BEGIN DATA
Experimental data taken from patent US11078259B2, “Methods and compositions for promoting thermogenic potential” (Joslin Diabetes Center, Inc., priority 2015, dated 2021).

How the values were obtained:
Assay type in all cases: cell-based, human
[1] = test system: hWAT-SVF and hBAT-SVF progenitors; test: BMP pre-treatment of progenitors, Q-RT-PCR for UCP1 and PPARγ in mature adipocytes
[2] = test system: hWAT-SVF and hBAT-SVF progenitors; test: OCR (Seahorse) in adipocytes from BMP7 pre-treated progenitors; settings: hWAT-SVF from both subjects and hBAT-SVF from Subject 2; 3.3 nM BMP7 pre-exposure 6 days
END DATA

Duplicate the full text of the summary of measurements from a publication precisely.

Experimental data taken from patent US11078259B2, “Methods and compositions for promoting thermogenic potential” (Joslin Diabetes Center, Inc., priority 2015, dated 2021).

How the values were obtained:
Assay type in all cases: cell-based, human
[1] = test system: hWAT-SVF and hBAT-SVF progenitors; test: BMP pre-treatment of progenitors, Q-RT-PCR for UCP1 and PPARγ in mature adipocytes
[2] = test system: hWAT-SVF and hBAT-SVF progenitors; test: OCR (Seahorse) in adipocytes from BMP7 pre-treated progenitors; settings: hWAT-SVF from both subjects and hBAT-SVF from Subject 2; 3.3 nM BMP7 pre-exposure 6 days